Tag Archives: second grade

A student

This is the first year that Dash has brought home letter grades on tests and reports instead of smiley faces and stars and mostly meaningless abbreviations like IP for in progress and PR for proficient. (The checkmarks and smiley faces and stars actually followed a progression that the kids were well aware of, so they may as well have been A’s and B’s and C’s, really. But it seemed friendlier and less pressured.)

Dash never really asked what was in his report, and I never particularly told him. I said it was fine, and that was that. It was usually a mixture of IPs and PRs and an OG for reading. (That means “on grade” level.)

Dash’s first report this autumn had a lovely line of straight A’s. I was happy, and feel this slight improvement can probably be credited to his vision therapy. In general, though, he’s a smart enough kid who’s well-behaved in class, listens to the teacher most of the time, and is liked by the staff. I’m pretty sure that these are the traits that lead to A’s from your teacher when you’re in elementary school just as much as your test results and your homework does. (Especially in fuzzy subjects like PE, for instance. Then it’s all down to how much the teacher likes you.)

I told him he had straight A’s, and he was pleased, because he knows that’s a thing that people aspire to.

I would like to leave it there, but in American schools there’s this little thing called Honor Roll.

Twice a year (three times? I don’t know yet) in our school, all the children who have all A’s and B’s or higher on their reports are deemed to be honorworthy, and they have an assembly to which their parents can come to watch them be presented with a certificate saying that they’re on the Honor Roll. There are bumper stickers, even, saying that this car is driven by the proud parent of an Honor Roll student at your particular school. It’s all made a bit of a big deal of.

For tedious reasons, Dash didn’t actually get a second report this term, and therefore was not eligible for Honor Roll this time, but his teacher assured me that he would have been on it, and apologized for the oversight. (Okay, tedious explanation: what happened was that we had to un-enroll him from school when we went to Ireland, so that his absences wouldn’t count against the school and bring down their average, and so his records were all inaccessible when the reports were generated. We’ve done this before and it’s a simple matter to re-enroll him when we get back and he slots straight back in as if he’d never left. It’s fine.)

Not only did I not care about the second report; I was actually a little relieved that he wouldn’t be in the Honor Roll thing. And that seemed weird, so I put some thought into figuring out why I felt that way.

As a child who enjoyed reading and tended to “lick up to” the teacher, (pretty much the same as brown-nosing), I usually got good marks at school. But somewhere along the way I took in the fact that it was bad manners to ask what someone else got in a test, because that was tantamount to bragging about my own grade. Test marks were like salaries – you don’t ask, but if someone else offers information you can reciprocate with yours.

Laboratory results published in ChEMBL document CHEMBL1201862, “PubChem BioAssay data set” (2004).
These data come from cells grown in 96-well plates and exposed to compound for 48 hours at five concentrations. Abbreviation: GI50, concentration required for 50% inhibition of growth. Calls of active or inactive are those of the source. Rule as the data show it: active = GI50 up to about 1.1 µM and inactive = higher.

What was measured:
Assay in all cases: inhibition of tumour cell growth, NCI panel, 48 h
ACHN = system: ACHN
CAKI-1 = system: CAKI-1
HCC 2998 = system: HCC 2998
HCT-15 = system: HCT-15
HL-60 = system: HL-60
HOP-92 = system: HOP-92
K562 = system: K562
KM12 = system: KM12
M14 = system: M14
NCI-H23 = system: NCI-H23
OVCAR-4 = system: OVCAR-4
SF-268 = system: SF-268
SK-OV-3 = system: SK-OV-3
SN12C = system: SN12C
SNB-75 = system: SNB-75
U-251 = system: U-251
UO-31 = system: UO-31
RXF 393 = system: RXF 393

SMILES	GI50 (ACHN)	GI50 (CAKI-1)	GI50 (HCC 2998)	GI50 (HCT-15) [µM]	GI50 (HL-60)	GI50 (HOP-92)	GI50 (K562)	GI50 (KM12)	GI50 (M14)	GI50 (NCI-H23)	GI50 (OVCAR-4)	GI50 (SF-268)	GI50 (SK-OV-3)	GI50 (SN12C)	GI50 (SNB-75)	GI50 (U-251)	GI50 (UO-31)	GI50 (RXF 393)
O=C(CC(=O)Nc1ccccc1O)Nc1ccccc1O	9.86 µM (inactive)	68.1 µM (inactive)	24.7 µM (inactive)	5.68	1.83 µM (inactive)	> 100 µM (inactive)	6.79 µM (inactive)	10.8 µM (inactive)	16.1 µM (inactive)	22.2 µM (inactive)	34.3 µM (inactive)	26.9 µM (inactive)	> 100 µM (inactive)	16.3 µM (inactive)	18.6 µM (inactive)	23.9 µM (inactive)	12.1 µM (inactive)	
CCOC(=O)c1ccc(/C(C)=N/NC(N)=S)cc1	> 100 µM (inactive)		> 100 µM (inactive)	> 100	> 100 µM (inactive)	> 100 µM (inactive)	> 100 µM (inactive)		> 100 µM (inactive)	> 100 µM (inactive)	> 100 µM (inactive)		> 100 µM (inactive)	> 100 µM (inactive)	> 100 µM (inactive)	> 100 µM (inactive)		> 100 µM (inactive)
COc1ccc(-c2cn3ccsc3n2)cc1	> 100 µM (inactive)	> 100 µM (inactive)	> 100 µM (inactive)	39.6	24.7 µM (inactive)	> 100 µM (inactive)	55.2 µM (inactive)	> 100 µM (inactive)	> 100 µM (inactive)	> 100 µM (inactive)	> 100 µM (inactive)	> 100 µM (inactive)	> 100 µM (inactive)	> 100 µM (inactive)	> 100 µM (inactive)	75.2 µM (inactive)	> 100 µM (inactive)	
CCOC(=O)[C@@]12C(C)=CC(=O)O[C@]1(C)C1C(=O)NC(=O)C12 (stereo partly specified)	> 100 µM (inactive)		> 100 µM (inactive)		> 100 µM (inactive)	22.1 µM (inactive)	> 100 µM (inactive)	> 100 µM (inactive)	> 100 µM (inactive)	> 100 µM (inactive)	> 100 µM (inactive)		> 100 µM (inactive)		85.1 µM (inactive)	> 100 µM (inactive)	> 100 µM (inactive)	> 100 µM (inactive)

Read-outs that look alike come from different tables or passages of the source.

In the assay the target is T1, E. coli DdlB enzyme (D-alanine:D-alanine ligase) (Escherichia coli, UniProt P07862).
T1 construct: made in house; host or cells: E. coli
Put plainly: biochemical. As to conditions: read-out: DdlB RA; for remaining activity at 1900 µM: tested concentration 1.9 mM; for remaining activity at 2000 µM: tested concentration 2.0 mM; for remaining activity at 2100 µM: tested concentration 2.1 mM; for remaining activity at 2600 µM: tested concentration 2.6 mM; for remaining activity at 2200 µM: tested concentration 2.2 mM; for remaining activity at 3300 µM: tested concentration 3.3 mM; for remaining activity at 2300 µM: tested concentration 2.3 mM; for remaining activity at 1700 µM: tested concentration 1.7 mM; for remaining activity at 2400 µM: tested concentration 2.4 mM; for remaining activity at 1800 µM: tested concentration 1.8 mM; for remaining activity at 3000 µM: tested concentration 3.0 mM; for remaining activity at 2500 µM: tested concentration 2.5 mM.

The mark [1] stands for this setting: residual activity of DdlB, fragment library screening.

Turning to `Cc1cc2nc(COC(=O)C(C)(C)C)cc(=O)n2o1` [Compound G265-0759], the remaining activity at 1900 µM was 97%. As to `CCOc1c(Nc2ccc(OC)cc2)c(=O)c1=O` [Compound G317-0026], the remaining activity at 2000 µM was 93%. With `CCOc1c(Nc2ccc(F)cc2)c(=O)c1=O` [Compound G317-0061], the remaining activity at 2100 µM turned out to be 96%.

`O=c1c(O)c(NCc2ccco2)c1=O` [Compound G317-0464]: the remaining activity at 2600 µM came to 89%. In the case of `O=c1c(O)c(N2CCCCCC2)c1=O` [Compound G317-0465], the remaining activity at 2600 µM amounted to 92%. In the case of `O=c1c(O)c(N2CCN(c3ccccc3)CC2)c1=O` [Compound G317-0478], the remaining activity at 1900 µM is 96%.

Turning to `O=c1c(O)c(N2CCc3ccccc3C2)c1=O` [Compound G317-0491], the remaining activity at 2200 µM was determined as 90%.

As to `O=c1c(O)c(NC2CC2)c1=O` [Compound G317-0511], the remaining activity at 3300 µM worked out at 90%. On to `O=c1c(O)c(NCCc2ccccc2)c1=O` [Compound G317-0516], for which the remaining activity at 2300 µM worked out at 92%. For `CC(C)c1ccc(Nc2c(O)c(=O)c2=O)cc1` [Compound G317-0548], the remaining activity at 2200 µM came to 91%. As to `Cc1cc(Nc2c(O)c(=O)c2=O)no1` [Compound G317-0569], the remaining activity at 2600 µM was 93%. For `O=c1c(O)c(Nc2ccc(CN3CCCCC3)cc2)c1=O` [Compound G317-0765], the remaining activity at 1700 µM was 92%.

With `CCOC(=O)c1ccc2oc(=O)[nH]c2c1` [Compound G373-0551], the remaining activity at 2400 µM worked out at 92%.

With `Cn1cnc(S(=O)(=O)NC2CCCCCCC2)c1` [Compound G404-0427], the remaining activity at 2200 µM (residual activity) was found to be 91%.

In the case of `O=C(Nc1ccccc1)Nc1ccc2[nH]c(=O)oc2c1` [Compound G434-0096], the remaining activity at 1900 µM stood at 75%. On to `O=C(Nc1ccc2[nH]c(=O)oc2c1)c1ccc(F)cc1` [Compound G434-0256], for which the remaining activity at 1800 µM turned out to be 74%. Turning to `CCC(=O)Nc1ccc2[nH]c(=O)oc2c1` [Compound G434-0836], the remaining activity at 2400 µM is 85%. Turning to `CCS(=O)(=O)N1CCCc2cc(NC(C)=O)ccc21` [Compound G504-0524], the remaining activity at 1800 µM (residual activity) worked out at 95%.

So having a ceremony where you proclaim to the whole school that we’re the smart kids doesn’t seem fair.

Maybe I’m wrong. Maybe they’re showing the value of hard work and application. Maybe that’s the only way you get A’s and B’s; but somehow, when you’re seven years old, I don’t think that’s really it. Maybe they’re proclaiming that they’re the kids with the involved parents, the families where a parent is around to help with homework, where books are read as a matter of course, and, often, where English is a first language. I’m pretty sure all those factors also contribute to high grades, and those have very little to do with how hard the kids work at their studies.

Maybe I’m wrong, and all the other kids watch the Honor Roll-ees troop off for their assembly with nothing but goodwill and ambition in their hearts, happy for their friends and newly committed to learning all their spelling words this week so that maybe next time they’ll be one of the hallowed few. Maybe, in fact, half of the kids at school are on Honor Roll, and the others couldn’t care less about it. Maybe some kids would actively hate to be on it. Maybe it would destroy their street cred, and is just one more reason not to bother doing their homework.

I’m not sure I see the value of grades for elementary school students at all, for one thing. In general, bragging about grades (albeit in a fully school-endorsed way) sits badly with me. If Dash ends up on Honor Roll next time, I’m sure I’ll go along to the ceremony and be delighted for him, but I’m not going to be the sort of parent who pays for grades, or rewards an excellent report card with an extravagant present. Not at this stage. Maybe never.